Beating out 6,100 other entrants to win National Public Radio’s Tiny Desk Contest in early March was a major victory for Gaelynn Lea, but she was only getting started.

The Duluth singer, songwriter, violinist, teacher and advocate became something of a viral sensation thanks to the NPR competition. At 32, she won with a haunting but hopeful ballad called “Someday We’ll Linger in the Sun,” which she wrote for her husband, Paul Tressler, as they endured a series of bad breaks in the months ahead of their wedding.

“Absolutely obliterating your heart” is how Dan Auerbach of Ohio rock band the Black Keys described the song in the judges notes for the NPR contest.

In the months since her big break, Lea has flown around the country to perform for NPR-related events. She whizzed down to Minneapolis on a half-day’s notice to take the stage at First Avenue with indie-pop band Lucius.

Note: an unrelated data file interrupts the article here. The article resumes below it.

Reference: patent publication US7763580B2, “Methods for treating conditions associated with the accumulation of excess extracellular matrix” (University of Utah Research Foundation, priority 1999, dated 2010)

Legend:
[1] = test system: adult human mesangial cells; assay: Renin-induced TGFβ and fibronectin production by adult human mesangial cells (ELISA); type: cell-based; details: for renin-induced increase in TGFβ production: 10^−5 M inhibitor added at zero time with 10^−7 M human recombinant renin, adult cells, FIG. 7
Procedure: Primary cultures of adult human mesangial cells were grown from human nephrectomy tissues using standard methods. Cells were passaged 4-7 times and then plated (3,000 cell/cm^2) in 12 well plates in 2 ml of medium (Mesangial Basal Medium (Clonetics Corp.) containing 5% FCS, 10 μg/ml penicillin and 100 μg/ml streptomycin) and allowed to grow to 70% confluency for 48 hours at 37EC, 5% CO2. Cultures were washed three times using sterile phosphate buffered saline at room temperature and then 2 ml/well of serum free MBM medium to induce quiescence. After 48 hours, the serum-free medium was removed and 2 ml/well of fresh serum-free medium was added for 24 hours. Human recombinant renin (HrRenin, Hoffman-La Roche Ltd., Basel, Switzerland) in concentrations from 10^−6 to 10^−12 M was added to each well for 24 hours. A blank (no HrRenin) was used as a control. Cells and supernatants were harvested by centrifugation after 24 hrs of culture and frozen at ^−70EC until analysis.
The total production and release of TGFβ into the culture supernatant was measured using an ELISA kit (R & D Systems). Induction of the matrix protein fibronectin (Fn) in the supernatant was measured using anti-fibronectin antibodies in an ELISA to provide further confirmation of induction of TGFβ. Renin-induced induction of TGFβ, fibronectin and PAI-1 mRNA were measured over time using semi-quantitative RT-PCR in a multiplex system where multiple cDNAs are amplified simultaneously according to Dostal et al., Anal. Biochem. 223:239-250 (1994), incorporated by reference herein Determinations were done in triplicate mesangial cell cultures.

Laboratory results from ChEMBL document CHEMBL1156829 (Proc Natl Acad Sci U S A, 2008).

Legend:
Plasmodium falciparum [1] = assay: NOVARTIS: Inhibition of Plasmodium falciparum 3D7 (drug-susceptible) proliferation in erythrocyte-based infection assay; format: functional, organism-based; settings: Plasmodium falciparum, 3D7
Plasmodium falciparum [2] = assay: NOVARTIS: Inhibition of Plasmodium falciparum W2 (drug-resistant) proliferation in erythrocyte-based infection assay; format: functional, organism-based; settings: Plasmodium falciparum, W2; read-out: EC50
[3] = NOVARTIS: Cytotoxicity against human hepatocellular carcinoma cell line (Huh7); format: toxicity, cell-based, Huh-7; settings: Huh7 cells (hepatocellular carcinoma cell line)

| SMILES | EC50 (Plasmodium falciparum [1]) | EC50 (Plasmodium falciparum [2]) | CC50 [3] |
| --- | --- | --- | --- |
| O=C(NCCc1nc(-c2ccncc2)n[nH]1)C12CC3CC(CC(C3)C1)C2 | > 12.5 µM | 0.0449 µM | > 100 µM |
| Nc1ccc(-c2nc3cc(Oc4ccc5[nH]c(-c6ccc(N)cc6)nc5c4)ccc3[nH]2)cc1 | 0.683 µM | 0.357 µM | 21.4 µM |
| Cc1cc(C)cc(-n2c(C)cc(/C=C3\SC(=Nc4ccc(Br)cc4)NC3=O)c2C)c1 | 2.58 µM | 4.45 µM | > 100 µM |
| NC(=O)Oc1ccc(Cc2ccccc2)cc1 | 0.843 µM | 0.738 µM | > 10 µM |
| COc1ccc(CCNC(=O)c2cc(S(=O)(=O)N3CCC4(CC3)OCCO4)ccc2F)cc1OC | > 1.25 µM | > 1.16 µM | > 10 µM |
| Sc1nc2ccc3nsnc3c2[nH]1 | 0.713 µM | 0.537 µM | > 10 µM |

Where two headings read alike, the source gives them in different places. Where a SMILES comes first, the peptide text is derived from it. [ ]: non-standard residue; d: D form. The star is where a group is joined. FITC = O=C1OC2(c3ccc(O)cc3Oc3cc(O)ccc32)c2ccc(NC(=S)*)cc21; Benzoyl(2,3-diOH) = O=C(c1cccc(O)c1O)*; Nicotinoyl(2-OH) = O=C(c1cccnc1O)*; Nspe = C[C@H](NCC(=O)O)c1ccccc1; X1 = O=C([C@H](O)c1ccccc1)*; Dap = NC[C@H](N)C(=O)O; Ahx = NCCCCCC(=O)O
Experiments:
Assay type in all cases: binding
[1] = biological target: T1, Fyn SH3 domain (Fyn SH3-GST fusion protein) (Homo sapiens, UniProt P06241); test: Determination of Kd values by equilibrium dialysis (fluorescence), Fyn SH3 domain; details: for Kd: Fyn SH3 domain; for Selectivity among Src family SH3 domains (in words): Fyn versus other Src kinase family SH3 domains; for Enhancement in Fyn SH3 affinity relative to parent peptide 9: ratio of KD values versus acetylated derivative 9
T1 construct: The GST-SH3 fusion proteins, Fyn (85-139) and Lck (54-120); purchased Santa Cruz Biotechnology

She jumped over to Europe to tour with fellow Duluth music heroes Low, whose frontman Alan Sparhawk is also her bandmate in Murder of Crows. She even played the 25th-anniversary show for industrial rock band Pigface in Chicago this fall. She also dropped an inspired, serene Christmas album in November.

Along the way, Lea — who was born with brittle bone disease and works out of a wheelchair — spoke out for and provided hope for others with disabilities, and set an example for those without. “There are challenges we face every day,” she said, “and there are still so many ways we could all do to make things better for people with disabilities.”

Maybe most inspiring of all, Gaelynn and Paul took advantage of her growing tour schedule and uprooted themselves to hit the road on a permanent basis. They sold their house to travel in a van outfitted as a home-on-wheels. No telling where she’s headed next.

Chris Riemenschneider